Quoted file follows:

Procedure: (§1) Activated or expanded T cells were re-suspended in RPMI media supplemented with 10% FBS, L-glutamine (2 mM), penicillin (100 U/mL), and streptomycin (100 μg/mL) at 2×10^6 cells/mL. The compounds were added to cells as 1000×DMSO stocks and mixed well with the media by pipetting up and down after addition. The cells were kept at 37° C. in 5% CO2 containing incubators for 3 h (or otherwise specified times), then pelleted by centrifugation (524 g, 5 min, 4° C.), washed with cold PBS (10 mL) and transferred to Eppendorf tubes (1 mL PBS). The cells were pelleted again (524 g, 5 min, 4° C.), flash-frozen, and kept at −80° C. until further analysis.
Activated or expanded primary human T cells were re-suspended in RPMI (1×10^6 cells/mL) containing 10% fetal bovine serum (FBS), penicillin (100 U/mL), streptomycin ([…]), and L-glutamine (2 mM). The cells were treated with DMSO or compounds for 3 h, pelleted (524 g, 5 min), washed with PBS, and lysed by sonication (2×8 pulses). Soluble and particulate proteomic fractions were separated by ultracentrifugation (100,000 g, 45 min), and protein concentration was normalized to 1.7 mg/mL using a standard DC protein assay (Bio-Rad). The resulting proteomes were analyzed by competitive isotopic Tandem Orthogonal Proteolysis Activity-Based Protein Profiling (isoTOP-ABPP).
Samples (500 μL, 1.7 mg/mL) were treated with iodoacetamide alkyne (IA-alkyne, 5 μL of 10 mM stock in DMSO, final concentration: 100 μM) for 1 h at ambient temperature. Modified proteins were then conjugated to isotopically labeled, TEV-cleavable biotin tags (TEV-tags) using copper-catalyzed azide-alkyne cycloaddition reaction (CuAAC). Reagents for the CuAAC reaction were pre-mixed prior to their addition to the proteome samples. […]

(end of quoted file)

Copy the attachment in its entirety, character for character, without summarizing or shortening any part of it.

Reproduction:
Procedure: (§1) Activated or expanded T cells were re-suspended in RPMI media supplemented with 10% FBS, L-glutamine (2 mM), penicillin (100 U/mL), and streptomycin (100 μg/mL) at 2×10^6 cells/mL. The compounds were added to cells as 1000×DMSO stocks and mixed well with the media by pipetting up and down after addition. The cells were kept at 37° C. in 5% CO2 containing incubators for 3 h (or otherwise specified times), then pelleted by centrifugation (524 g, 5 min, 4° C.), washed with cold PBS (10 mL) and transferred to Eppendorf tubes (1 mL PBS). The cells were pelleted again (524 g, 5 min, 4° C.), flash-frozen, and kept at −80° C. until further analysis.
Activated or expanded primary human T cells were re-suspended in RPMI (1×10^6 cells/mL) containing 10% fetal bovine serum (FBS), penicillin (100 U/mL), streptomycin ([…]), and L-glutamine (2 mM). The cells were treated with DMSO or compounds for 3 h, pelleted (524 g, 5 min), washed with PBS, and lysed by sonication (2×8 pulses). Soluble and particulate proteomic fractions were separated by ultracentrifugation (100,000 g, 45 min), and protein concentration was normalized to 1.7 mg/mL using a standard DC protein assay (Bio-Rad). The resulting proteomes were analyzed by competitive isotopic Tandem Orthogonal Proteolysis Activity-Based Protein Profiling (isoTOP-ABPP).
Samples (500 μL, 1.7 mg/mL) were treated with iodoacetamide alkyne (IA-alkyne, 5 μL of 10 mM stock in DMSO, final concentration: 100 μM) for 1 h at ambient temperature. Modified proteins were then conjugated to isotopically labeled, TEV-cleavable biotin tags (TEV-tags) using copper-catalyzed azide-alkyne cycloaddition reaction (CuAAC). Reagents for the CuAAC reaction were pre-mixed prior to their addition to the proteome samples. […]